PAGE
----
==Modern Stock Markets==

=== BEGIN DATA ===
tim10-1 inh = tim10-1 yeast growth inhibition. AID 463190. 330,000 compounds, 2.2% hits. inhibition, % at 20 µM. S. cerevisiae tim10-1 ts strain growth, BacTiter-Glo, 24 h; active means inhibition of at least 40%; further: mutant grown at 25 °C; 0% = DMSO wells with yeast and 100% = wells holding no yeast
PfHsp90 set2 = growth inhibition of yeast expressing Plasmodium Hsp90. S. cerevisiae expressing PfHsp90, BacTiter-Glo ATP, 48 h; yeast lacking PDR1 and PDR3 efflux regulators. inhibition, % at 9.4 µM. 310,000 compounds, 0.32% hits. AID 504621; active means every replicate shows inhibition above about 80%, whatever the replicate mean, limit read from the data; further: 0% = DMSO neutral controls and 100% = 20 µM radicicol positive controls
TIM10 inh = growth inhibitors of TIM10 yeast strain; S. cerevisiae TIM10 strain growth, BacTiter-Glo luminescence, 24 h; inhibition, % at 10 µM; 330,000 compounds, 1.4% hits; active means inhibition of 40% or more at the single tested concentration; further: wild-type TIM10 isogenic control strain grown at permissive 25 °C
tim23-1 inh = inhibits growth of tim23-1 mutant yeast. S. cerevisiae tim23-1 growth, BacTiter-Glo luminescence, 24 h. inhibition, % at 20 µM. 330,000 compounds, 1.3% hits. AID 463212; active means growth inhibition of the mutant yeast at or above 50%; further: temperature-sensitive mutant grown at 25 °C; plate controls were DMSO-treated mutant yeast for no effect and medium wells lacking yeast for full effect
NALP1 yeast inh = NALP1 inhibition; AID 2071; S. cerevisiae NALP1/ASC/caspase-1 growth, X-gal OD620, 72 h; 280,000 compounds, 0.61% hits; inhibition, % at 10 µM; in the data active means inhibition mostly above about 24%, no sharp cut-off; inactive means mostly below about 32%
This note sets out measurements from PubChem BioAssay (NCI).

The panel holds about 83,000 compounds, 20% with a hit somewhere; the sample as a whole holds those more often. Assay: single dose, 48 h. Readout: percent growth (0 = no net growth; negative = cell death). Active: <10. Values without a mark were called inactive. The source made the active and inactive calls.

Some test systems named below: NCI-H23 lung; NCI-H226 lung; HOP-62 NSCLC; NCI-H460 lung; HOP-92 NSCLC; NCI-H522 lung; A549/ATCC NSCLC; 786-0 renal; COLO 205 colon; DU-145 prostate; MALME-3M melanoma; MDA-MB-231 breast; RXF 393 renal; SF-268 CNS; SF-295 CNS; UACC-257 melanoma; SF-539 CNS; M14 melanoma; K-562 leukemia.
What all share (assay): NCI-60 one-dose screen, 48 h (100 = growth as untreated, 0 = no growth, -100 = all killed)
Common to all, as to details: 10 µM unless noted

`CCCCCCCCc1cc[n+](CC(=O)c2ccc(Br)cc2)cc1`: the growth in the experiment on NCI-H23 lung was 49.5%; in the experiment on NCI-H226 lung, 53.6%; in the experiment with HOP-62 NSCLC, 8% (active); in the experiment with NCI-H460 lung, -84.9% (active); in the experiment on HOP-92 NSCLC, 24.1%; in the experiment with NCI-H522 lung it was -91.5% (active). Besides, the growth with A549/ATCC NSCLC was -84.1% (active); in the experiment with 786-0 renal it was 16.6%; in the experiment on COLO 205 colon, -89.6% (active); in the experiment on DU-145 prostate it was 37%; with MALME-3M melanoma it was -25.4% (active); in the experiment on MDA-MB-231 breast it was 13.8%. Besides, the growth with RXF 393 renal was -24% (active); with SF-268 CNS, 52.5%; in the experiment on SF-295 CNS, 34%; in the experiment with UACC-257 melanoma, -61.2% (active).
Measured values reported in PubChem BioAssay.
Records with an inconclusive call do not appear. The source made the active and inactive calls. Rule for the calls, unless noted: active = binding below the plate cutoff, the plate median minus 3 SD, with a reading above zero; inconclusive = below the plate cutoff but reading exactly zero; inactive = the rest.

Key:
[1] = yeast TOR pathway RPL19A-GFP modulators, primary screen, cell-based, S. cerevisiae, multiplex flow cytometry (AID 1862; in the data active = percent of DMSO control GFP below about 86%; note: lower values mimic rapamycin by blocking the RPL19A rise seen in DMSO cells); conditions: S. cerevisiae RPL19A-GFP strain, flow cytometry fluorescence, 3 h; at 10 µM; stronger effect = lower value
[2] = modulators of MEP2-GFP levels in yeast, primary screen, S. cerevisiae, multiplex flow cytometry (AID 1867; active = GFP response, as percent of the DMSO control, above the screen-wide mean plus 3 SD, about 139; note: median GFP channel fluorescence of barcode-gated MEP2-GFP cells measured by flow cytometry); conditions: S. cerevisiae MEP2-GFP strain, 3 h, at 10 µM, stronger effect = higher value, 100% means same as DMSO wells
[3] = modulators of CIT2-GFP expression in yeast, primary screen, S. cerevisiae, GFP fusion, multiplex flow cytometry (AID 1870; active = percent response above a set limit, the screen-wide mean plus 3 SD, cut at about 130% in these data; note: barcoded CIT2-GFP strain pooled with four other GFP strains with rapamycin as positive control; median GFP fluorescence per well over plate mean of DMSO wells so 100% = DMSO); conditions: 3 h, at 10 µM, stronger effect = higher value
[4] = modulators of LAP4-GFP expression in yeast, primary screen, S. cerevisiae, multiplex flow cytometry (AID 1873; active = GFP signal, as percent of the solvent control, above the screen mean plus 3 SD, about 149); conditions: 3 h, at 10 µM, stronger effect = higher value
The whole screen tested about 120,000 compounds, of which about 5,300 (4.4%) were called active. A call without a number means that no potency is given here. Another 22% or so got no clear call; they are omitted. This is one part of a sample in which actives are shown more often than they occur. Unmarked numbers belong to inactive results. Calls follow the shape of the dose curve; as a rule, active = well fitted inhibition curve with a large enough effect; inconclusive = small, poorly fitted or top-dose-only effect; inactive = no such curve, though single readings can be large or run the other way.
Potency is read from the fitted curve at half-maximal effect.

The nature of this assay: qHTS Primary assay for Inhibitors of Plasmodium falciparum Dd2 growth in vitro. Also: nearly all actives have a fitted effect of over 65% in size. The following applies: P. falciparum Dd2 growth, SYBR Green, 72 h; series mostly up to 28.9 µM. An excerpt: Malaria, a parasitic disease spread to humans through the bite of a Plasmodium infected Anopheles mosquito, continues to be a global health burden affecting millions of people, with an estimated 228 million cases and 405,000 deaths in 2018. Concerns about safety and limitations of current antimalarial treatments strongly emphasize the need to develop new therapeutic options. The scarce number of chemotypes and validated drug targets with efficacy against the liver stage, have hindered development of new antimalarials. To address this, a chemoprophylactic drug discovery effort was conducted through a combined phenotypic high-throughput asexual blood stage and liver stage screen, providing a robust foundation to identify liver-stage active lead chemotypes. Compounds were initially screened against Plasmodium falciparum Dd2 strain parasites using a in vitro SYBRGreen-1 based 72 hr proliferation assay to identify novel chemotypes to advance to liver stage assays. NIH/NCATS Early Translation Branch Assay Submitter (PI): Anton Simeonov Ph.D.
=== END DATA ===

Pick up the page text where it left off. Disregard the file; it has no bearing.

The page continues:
Throughout the late 19th century and early 20th century, stock markets became more directly linked with the major companies in countries, which were often rail, coal, and steel industries. Financing came from stock exchanges and company success began to depend on increasing growth of stock values. This increasingly also made the economy vulnerable to panic selling and there was no regulation to stop runaway selling. The Black Thursday and Black Tuesday crashes of October 24 and 29, 1929 are widely seen as the triggers for the Great Depression of the 1930s. These were examples of panic selling that greatly reduced financial flows to major companies. To prevent panics such as these major crashes, new rules were introduced in the 1930s and the creation of the U.S. Securities and Exchange Commission in 1934 helped regulate financial markets around the country, in particular the New York Stock Exchange. The Great Depression also demonstrated that the global economy, and not just the economy of the United States, began to become more linked so that panic selling in one stock market began to affect other stock markets and economies .